Buildings & Living Things
Garden House Mauro Baracco & Louise Wright with Rory Gardiner This holiday house is conceived as just a little more than a tent: a deck and raised platform are covered by a transparent 'shed'; the interior perimeter 'veranda' is garden space; the soil and natural ground line are maintained and carried through; a low lying site with terrestrial orchids and lillies, flood waters seasonally move through the site unimpeded; similarly the indigenous vegetation has begun to grow inside.
Knowing and Unknowing
The lives of Repair Mauro Baracco & Louise Wright with Linda Tegg The exhibition invites you to look anew at a plant community that has been overlooked as a site only for human use, to the extent that there is only 1% now left and to reflect on the ground, what it supports, what is displaced. As presented through our premier cultural institution, La Biennale di Venezia, this exhibition will live on through seed the authors of this investigation have already started to collect and through relationships they are building with research institutes in Europe.
Geometry, Simplicity, Play
Exhibiting Vico Magistretti Mauro Baracco & Louise Wright Following and extending from the Vico Magistretti-Travelling Archive exhibition at the Melbourne Design Week 2019, the book Geometry, Simplicity, Play: Exhibiting Vico Magistretti relates this exhibition to Magistretti's design approach and theoretical thought through texts and illustrations that discuss the above exhibition installation and projects by Magistretti, from both industrial design and architecture fields. The book focused in particular to the sense of 'conceptual simplicity', playfulness and geometry that inform Magistretti's work, is also part of the extended discourse that is undertaken internationally in 2020 over the centenary year of Magistretti's birth date (1920-2006).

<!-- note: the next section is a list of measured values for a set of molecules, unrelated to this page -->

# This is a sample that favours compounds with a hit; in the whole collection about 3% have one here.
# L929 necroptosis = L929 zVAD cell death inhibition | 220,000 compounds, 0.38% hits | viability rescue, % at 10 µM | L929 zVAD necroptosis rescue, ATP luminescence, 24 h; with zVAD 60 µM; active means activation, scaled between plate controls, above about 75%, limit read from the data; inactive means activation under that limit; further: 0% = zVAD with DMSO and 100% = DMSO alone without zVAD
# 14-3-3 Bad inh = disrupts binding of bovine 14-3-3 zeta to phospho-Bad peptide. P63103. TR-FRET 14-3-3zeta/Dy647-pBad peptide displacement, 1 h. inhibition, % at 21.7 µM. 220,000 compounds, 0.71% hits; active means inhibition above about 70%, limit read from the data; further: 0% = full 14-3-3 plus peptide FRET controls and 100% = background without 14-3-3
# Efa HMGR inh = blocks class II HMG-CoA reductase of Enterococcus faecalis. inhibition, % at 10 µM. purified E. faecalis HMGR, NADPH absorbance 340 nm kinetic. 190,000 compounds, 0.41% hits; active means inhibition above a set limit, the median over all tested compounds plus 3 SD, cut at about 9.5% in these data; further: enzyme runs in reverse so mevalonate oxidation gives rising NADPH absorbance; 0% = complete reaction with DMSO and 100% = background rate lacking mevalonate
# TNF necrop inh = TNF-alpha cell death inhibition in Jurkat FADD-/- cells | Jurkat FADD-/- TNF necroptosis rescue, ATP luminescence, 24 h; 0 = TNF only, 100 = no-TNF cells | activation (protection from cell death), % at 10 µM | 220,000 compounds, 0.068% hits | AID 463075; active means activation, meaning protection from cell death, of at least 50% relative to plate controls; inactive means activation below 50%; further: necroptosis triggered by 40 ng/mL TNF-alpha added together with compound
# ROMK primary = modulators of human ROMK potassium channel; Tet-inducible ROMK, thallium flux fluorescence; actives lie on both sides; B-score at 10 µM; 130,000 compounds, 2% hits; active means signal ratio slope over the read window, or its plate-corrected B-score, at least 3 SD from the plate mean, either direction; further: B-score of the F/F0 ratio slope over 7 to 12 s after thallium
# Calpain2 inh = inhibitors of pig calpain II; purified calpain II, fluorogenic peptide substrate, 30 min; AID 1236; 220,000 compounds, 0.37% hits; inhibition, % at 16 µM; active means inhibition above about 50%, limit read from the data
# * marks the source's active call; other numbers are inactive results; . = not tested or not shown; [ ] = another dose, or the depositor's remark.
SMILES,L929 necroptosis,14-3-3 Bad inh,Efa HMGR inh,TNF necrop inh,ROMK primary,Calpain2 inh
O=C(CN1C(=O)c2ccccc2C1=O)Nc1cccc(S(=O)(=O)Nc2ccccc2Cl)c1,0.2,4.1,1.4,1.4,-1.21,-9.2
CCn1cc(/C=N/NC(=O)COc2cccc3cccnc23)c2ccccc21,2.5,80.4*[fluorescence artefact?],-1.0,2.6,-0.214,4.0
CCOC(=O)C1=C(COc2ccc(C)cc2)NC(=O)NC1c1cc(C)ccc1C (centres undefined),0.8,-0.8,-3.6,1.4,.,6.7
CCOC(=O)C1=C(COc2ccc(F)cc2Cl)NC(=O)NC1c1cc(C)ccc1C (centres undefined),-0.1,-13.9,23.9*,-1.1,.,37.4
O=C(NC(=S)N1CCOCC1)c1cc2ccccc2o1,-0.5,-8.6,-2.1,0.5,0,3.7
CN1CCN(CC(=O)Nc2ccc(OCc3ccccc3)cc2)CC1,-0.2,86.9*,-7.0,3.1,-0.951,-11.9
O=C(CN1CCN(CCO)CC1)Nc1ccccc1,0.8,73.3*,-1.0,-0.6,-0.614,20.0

Australian Pavilion, 16th International Architecture Exhibition, La Biennale di Venezia 2018 Mauro Baracco, Louise Wright This book unpacks the theme, documents the exhibition and catalogues Australian architectural projects that are conceived through acts of repair exhibited at the Australian pavilion. Repair aims to expand the point of view from the object of architecture, to the way it operates in its context, advocating a role for architecture that catalyses or actively engages with the environmental, social and cultural repair of the places it is a part of. Repair as an approach to architectural thinking is set to become a critical strategy of architectural culture. It is particularly relevant to Australian architects who work in one of the most diverse and ecologically sensitive landscapes in the world. Uniquely, our cities are interspersed and bordered by remnant vegetation and often connected to large natural systems as well as built over the traditional cultural landscapes of our First Nations peoples. They are also scenes of